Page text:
Emancipation Proclamation: Stated "that all persons held as slaves" within the rebellious states "are and henceforward shall be free."
Casualties: The most acknowledged quote of the death toll is 620,000.
Role of women in the war: They helped make ammunition, arms, uniforms, knitted socks, and bandages. They were also vivandieres.
Black Americans and the war: On July 17, 1862, the Second Confiscation and Militia Act were passed by Congress. This act freed enslaved people whose masters were in the Confederate army.
Significant battles: Gettysburg, Stones River, Chattanooga, and Chickamauga.
DSST The Civil War and Reconstruction Trivia Question #214
Northern demoralization: The Southern states felt threatened by the North's progress and initiative to end slavery.
The presidential election in the North: The election of Abraham Lincoln to the presidency in 1860 promoted the North Republicans' nation of free labor.
South cut in half and isolated: The Union victory at Vicksburg divided the south in half.
War in the West
The capture of Atlanta: The Battle of Atlanta favored the Union States, though it was difficult.
Sherman's March to the Sea and total war: He led his troops through Georgia, leaving a trail of destruction known as the "March to the Sea."
War in the East
Grant and the Army of the Potomac: Grant forced Lee from the Rapid River to the James.
Lee and the Army of Northern Virginia: With trusted subordinates, Lee commanded formidable troops against their Federal opposition.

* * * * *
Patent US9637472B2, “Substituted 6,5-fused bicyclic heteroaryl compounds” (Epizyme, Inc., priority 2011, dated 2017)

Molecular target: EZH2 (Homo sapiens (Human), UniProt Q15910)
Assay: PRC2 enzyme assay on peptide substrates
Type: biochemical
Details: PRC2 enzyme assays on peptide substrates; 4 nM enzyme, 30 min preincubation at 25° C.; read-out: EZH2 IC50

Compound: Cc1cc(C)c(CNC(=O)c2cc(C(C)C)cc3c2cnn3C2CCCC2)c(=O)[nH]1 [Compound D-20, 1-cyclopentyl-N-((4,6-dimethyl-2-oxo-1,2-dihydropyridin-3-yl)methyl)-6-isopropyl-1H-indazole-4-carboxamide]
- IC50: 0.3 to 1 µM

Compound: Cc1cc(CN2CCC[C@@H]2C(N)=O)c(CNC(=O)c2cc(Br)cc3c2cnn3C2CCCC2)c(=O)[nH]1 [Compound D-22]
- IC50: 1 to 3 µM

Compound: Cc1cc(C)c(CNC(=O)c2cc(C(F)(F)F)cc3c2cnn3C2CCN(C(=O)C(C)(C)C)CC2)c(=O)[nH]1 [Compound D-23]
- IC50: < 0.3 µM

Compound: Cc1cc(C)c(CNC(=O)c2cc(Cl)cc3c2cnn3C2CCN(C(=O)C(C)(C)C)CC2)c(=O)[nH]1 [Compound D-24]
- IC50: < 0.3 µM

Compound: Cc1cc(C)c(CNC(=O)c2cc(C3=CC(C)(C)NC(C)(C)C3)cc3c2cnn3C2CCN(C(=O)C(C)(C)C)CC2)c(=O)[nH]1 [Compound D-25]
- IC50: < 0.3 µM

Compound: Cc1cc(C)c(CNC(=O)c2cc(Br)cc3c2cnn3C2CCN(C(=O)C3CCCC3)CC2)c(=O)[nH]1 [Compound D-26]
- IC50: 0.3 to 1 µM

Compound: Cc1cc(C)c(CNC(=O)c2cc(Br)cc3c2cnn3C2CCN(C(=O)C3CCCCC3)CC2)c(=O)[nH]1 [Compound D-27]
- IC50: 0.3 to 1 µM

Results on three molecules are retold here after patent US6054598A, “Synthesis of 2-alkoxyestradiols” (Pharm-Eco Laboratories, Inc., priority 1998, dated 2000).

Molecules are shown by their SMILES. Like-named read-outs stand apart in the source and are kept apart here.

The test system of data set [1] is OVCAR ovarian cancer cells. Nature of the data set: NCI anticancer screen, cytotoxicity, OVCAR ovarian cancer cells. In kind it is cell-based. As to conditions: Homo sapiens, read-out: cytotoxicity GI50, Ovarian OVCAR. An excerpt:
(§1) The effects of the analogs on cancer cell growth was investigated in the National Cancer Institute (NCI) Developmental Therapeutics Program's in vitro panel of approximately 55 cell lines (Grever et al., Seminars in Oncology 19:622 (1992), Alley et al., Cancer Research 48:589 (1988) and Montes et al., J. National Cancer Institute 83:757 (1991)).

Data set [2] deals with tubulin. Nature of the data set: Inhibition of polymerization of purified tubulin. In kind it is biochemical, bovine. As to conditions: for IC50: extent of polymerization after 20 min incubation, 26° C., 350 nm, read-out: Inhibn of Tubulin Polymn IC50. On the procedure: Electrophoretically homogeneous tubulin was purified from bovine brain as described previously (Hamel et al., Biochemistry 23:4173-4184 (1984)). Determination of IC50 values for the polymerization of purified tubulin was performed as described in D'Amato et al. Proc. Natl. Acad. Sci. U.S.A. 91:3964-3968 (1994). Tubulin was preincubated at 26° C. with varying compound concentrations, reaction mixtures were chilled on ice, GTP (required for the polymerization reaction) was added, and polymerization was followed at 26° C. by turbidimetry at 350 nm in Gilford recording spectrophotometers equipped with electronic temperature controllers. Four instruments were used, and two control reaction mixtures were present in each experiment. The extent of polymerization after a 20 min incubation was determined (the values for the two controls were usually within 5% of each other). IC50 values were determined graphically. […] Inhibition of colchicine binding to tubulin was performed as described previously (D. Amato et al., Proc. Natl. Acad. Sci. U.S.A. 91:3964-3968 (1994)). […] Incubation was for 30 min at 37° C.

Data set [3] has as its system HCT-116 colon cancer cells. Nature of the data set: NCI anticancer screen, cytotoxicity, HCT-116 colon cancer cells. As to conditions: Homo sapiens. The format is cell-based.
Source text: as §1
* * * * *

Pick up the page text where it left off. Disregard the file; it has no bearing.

Major battles during the rise of modern warfare: Wilderness campaign, Spotsylvania, Cold Harbor, Shenandoah, etc.
Sherman's Carolina Campaign: The last campaign in the West where the last major Confederate army was defeated.
Fall of Richmond: Flight of the Confederate army from Richmond.
Lee's surrender: On April 9, 1865, Confederate General Robert E. Lee surrendered to Union General Ulysses S. Grant in the parlor of Wilmer McLean's Home in Appomattox Court House in Virginia.
The assassination of Abraham Lincoln: Shot dead by Confederate sympathizer John Wilkes Booth on April 14, 1865.
End of the Confederacy: Johnston's surrender and the capture of Davis.
Cost of the war: The Civil War claimed over 620,000 lives. Three hundred sixty thousand lives were from the U.S., and the rest were from the Confederacy.
Presidential reconstruction plans: Johnson was selected as VP to appeal to the Southerners.
Southern response: Rise of the Ku Klux Klan and other white supremacist groups.
Congressional reconstruction plans
Radical Republicans, Reconstruction Acts, Thirteenth, Fourteenth, and Fifteenth Amendments, Impeachment, Freedmen's Bureau, Civil Rights Act
End of Reconstruction: Restoration of a white government, the election of 1876, and the compromise of 1877. This Compromise of 1877 resulted in Democrats regaining control of the Southern region and ending the Reconstruction era.
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9. Student Resources
DSST The Civil War and Reconstruction Fact Sheet